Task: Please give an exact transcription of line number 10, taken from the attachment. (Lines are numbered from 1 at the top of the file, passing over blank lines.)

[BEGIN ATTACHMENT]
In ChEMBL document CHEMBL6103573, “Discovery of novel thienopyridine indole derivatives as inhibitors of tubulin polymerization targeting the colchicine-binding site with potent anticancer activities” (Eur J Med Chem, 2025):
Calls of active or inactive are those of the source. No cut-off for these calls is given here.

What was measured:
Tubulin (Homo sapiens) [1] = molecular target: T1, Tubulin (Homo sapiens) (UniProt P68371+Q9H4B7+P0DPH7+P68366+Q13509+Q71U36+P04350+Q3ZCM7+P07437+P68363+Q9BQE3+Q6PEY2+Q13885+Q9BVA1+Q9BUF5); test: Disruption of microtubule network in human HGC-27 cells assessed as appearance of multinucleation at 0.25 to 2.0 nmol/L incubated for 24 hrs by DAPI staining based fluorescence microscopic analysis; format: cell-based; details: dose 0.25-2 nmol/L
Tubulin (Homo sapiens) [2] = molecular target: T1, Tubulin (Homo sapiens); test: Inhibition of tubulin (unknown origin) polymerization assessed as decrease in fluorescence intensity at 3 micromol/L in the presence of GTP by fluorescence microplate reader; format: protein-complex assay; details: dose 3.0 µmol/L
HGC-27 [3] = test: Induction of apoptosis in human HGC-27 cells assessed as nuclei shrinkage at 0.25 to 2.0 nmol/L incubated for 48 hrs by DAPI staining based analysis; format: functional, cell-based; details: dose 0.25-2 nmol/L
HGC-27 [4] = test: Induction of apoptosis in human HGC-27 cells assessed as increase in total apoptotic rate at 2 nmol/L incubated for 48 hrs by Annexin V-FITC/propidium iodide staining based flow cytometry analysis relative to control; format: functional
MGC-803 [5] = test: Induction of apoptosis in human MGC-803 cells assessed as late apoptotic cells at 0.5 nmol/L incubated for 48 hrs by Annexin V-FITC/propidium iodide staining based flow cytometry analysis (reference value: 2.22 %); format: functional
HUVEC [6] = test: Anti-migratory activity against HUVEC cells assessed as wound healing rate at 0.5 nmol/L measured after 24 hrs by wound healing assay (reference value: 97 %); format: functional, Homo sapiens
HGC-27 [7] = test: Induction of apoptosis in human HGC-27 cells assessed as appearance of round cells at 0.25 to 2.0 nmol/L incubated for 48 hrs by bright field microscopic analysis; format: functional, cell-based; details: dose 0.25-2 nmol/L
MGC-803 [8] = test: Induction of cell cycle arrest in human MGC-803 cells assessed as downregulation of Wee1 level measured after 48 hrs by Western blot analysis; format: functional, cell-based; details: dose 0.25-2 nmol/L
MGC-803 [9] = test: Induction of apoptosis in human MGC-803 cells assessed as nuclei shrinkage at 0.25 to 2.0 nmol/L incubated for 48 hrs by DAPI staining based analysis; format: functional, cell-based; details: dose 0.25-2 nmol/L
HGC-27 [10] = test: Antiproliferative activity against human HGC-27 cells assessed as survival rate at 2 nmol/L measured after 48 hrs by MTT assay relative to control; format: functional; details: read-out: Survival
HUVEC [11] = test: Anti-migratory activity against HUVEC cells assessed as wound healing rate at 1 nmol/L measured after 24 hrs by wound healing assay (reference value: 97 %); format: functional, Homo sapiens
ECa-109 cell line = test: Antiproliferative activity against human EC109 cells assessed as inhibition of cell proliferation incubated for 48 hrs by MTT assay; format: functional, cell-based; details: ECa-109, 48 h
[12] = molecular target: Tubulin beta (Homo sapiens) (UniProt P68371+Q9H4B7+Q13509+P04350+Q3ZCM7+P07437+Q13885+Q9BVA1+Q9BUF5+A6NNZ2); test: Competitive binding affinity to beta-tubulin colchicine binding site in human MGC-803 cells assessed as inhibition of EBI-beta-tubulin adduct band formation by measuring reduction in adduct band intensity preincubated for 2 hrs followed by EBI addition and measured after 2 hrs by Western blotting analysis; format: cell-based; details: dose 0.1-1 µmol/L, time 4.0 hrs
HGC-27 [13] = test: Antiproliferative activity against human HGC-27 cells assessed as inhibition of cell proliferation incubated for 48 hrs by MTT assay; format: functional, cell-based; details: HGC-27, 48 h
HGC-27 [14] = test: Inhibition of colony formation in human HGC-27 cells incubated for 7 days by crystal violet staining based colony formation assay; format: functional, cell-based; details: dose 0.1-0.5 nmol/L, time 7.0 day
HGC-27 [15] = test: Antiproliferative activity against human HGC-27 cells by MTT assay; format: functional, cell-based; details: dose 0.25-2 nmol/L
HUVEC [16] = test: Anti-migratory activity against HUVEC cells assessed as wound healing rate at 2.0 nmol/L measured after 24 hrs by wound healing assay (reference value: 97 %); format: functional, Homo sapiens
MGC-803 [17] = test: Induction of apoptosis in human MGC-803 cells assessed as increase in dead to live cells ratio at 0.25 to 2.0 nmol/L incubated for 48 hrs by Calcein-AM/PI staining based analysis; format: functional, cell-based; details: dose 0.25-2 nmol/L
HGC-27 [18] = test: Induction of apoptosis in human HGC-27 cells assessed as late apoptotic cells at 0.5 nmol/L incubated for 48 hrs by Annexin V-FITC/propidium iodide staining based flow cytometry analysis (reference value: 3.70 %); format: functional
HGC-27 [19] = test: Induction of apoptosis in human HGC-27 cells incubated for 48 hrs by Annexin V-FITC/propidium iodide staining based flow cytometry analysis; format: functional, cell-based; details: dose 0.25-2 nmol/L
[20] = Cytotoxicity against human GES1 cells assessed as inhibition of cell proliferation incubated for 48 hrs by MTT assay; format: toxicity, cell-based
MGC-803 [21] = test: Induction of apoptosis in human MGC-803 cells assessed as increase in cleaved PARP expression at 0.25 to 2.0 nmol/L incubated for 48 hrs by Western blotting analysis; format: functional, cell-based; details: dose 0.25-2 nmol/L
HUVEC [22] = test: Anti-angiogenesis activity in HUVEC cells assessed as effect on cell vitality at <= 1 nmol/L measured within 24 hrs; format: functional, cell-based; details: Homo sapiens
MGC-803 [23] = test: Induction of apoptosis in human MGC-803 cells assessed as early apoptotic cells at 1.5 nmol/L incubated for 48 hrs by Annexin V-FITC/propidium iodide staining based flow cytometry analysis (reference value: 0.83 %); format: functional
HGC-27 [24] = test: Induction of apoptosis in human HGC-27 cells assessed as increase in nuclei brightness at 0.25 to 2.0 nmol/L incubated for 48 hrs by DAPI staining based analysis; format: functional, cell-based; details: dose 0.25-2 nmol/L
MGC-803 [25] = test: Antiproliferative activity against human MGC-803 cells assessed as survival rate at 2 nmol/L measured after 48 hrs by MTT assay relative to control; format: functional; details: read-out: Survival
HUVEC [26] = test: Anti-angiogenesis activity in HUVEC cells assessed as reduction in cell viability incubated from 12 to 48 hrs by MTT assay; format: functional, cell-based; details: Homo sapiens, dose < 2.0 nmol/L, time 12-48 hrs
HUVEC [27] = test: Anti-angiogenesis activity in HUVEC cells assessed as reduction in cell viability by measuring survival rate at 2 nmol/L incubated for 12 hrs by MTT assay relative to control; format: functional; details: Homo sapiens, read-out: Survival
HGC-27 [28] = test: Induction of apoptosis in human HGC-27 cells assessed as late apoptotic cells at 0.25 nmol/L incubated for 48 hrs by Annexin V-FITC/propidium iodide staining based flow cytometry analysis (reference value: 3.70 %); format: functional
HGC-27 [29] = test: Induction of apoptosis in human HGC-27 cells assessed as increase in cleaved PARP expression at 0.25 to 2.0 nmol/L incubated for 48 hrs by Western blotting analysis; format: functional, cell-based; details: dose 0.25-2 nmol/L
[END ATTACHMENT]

HGC-27 [7] = test: Induction of apoptosis in human HGC-27 cells assessed as appearance of round cells at 0.25 to 2.0 nmol/L incubated for 48 hrs by bright field microscopic analysis; format: functional, cell-based; details: dose 0.25-2 nmol/L